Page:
Collections of plant genetic resources managed by genebanks function to conserve the range of genetic diversity present in crop genepools. They can facilitate access to valuable allelic variation for both plant breeders and researchers who are able to request germplasm for use in crop improvement and both basic and applied scientific research. The direct impact of genebank collections is often unclear as downstream uses of germplasm samples may not be reported back to the genebank of origin.
This study aims to systematically review scientific use of germplasm using the UK Vegetable Genebank (UKVGB) as a model.

Genetic Resources and Crop Evolution, January 2017

Tue 21 February 2017, 10:26

Towards new sources of resistance to the currant-lettuce aphid (Nasonovia ribisnigri)

Molecular BreedingPeter G. Walley, Gemma Hough, Jonathan D. Moore, John Carder, Marian Elliott, Andrew Mead, Julie Jones, Graham Teakle, Guy Barker, Vicky Buchanan-Wollaston, Paul Hand, David Pink, Rosemary Collier

Domesticated lettuce varieties encompass much morphological variation across a range of crop type groups, with large collections of cultivars and landrace accessions maintained in genebanks. Additional variation not captured during domestication, present in ancestral wild relatives, represents a potentially rich source of alleles that can deliver to sustainable crop production. However, these large collections are difficult and costly to screen for many agronomically important traits.

In this paper, we describe the generation of a diversity collection of 96 lettuce and wild species accessions that are amenable to routine phenotypic analysis and their genotypic characterization with a panel of 682 newly developed expressed sequence tag (EST)-linked KASP™ single nucleotide polymorphism (SNP) markers that are anchored to the draft Lactuca sativa genome assembly. To exemplify the utility of these resources, we screened the collection for putative sources of resistance to currant-lettuce aphid (Nasonovia ribisnigri) and carried out association analyses to look for potential SNPs linked to resistance.

Molecular Breeding, January 2017, 37:4


Mon 09 January 2017, 14:01

Mitigation of diffuse water pollution from agriculture in England and China, and the scope for policy transfer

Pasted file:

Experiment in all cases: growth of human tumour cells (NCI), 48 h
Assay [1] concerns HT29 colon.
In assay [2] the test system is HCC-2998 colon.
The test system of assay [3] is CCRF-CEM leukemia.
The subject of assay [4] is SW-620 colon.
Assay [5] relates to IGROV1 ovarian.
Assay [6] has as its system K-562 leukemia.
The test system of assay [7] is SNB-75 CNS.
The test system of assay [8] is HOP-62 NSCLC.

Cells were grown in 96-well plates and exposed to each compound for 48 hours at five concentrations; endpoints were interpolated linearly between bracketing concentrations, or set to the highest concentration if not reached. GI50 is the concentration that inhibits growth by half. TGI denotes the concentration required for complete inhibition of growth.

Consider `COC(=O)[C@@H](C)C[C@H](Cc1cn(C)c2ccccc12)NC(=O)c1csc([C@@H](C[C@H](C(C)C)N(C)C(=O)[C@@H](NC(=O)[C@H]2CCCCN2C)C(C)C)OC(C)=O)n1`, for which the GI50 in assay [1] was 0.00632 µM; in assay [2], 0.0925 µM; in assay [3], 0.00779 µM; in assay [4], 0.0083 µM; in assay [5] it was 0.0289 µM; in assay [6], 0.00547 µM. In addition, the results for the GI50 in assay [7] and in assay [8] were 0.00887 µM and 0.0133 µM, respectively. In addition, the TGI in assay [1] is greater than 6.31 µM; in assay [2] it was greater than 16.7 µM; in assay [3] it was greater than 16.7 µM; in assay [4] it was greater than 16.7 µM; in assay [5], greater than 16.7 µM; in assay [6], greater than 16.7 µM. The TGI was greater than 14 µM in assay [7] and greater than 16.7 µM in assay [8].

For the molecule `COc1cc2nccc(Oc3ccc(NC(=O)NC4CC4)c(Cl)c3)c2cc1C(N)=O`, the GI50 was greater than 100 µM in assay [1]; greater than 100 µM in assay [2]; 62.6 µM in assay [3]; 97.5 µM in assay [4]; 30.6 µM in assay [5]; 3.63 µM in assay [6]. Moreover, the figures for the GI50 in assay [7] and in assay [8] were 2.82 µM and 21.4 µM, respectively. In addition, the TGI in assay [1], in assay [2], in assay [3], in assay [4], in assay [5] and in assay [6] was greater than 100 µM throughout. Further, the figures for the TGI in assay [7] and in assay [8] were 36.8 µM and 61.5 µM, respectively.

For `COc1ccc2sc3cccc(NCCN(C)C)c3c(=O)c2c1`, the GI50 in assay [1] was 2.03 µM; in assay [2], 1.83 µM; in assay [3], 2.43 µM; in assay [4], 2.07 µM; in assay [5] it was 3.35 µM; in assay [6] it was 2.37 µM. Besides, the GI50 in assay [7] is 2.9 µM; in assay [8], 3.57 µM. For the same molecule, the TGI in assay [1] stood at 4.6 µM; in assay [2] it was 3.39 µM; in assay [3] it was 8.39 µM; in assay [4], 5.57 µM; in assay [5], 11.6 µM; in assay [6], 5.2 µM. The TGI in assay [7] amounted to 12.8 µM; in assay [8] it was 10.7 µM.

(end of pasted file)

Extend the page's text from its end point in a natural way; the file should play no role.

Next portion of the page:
Land Use PolicySmith, Laurence, Inman, Alex, Lai, Xin, Zhang, Haifang, Fanqiao, Meng, Jianbin, Zhou, Burke, Sean, Rahn, C. (Clive), Siciliano, Giusippina, Haygarth, Philip M., Bellarby, Jessica and Surridge, Ben

This paper evaluates the existing policy frameworks for mitigation of diffuse water pollution from agriculture (DWPA) in England and China. With reference to a conceptual model of the process of policy transfer or international lesson drawing, and possible constraints to this, it assesses whether and how China can draw lessons to improve current policy from the supra-national and national provisions of the EU and a member state that by 2016 had comprehensively implemented EU agricultural and environmental policy. DWPA is first analysed as a public policy challenge to inform specification of a generic framework for its mitigation. The current policy frameworks for mitigation of DWPA in England and China are evaluated, and their potential for improvement is assessed. A number of barriers to lesson drawing for regulation, incentive payments schemes and advice provision are diagnosed. These barriers are potentially least in relation to advice provision and its use to promote voluntary action by farmers. Given its structure and capabilities the public agricultural extension system in China is also recognised as a key resource. A focus on three policy approaches to mitigate DWPA in China is recommended: i) targeted regulation to a ‘reference level’ of large intensive livestock, and ultimately other large commercial farms; ii) strategic use of incentive payment schemes to protect water resources from DWPA; and iii) re-orientation of the ethos and modalities of operation of the extension system, informed by international lesson drawing, with the aim of rebalancing farm productivity and environmental protection.

Land Use Policy, February 2017

Fri 16 December 2016, 14:40